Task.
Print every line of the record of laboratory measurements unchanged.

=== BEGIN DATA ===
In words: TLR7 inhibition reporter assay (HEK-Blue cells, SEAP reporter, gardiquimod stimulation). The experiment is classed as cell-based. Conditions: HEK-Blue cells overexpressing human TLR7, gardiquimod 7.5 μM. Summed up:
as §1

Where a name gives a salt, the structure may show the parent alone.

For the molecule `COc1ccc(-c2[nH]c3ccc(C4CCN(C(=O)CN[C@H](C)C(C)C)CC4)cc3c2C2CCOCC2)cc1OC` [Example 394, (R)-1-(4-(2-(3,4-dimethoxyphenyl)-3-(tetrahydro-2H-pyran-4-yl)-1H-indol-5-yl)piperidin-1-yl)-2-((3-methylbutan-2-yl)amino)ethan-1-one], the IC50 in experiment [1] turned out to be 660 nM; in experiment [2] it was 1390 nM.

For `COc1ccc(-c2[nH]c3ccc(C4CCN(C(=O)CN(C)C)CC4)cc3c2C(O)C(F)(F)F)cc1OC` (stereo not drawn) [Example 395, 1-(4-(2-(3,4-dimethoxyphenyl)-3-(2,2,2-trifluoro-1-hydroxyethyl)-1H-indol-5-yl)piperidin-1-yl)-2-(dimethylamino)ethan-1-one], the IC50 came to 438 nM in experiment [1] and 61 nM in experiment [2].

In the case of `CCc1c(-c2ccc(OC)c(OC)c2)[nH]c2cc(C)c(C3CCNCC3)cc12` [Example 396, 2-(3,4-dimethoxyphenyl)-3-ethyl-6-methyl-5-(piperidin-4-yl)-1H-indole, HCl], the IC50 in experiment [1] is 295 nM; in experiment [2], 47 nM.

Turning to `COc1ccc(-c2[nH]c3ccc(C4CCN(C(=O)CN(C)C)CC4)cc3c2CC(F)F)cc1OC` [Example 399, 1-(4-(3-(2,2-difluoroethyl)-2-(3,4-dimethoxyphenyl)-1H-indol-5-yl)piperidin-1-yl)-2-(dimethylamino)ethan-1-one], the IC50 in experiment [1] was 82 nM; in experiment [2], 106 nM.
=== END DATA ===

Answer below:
In words: TLR7 inhibition reporter assay (HEK-Blue cells, SEAP reporter, gardiquimod stimulation). The experiment is classed as cell-based. Conditions: HEK-Blue cells overexpressing human TLR7, gardiquimod 7.5 μM. Summed up:
as §1

Where a name gives a salt, the structure may show the parent alone.

For the molecule `COc1ccc(-c2[nH]c3ccc(C4CCN(C(=O)CN[C@H](C)C(C)C)CC4)cc3c2C2CCOCC2)cc1OC` [Example 394, (R)-1-(4-(2-(3,4-dimethoxyphenyl)-3-(tetrahydro-2H-pyran-4-yl)-1H-indol-5-yl)piperidin-1-yl)-2-((3-methylbutan-2-yl)amino)ethan-1-one], the IC50 in experiment [1] turned out to be 660 nM; in experiment [2] it was 1390 nM.

For `COc1ccc(-c2[nH]c3ccc(C4CCN(C(=O)CN(C)C)CC4)cc3c2C(O)C(F)(F)F)cc1OC` (stereo not drawn) [Example 395, 1-(4-(2-(3,4-dimethoxyphenyl)-3-(2,2,2-trifluoro-1-hydroxyethyl)-1H-indol-5-yl)piperidin-1-yl)-2-(dimethylamino)ethan-1-one], the IC50 came to 438 nM in experiment [1] and 61 nM in experiment [2].

In the case of `CCc1c(-c2ccc(OC)c(OC)c2)[nH]c2cc(C)c(C3CCNCC3)cc12` [Example 396, 2-(3,4-dimethoxyphenyl)-3-ethyl-6-methyl-5-(piperidin-4-yl)-1H-indole, HCl], the IC50 in experiment [1] is 295 nM; in experiment [2], 47 nM.

Turning to `COc1ccc(-c2[nH]c3ccc(C4CCN(C(=O)CN(C)C)CC4)cc3c2CC(F)F)cc1OC` [Example 399, 1-(4-(3-(2,2-difluoroethyl)-2-(3,4-dimethoxyphenyl)-1H-indol-5-yl)piperidin-1-yl)-2-(dimethylamino)ethan-1-one], the IC50 in experiment [1] was 82 nM; in experiment [2], 106 nM.